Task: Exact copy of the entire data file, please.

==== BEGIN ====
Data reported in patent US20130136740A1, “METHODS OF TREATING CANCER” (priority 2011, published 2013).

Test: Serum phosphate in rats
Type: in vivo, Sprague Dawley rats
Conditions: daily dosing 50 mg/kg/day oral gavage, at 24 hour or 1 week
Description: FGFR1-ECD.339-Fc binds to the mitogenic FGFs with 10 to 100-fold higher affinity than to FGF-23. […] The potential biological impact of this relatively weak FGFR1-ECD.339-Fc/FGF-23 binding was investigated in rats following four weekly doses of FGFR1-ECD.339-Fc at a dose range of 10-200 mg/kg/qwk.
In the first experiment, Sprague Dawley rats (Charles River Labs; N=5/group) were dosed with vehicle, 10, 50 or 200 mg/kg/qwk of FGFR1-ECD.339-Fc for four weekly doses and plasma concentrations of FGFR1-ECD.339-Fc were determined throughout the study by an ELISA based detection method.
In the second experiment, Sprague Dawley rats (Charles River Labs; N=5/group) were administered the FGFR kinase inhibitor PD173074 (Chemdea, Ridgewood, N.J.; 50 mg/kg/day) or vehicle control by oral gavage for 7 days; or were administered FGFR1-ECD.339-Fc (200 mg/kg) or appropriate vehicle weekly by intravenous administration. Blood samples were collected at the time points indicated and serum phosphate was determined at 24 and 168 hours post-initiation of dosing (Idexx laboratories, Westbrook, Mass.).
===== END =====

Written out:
Data reported in patent US20130136740A1, “METHODS OF TREATING CANCER” (priority 2011, published 2013).

Test: Serum phosphate in rats
Type: in vivo, Sprague Dawley rats
Conditions: daily dosing 50 mg/kg/day oral gavage, at 24 hour or 1 week
Description: FGFR1-ECD.339-Fc binds to the mitogenic FGFs with 10 to 100-fold higher affinity than to FGF-23. […] The potential biological impact of this relatively weak FGFR1-ECD.339-Fc/FGF-23 binding was investigated in rats following four weekly doses of FGFR1-ECD.339-Fc at a dose range of 10-200 mg/kg/qwk.
In the first experiment, Sprague Dawley rats (Charles River Labs; N=5/group) were dosed with vehicle, 10, 50 or 200 mg/kg/qwk of FGFR1-ECD.339-Fc for four weekly doses and plasma concentrations of FGFR1-ECD.339-Fc were determined throughout the study by an ELISA based detection method.
In the second experiment, Sprague Dawley rats (Charles River Labs; N=5/group) were administered the FGFR kinase inhibitor PD173074 (Chemdea, Ridgewood, N.J.; 50 mg/kg/day) or vehicle control by oral gavage for 7 days; or were administered FGFR1-ECD.339-Fc (200 mg/kg) or appropriate vehicle weekly by intravenous administration. Blood samples were collected at the time points indicated and serum phosphate was determined at 24 and 168 hours post-initiation of dosing (Idexx laboratories, Westbrook, Mass.).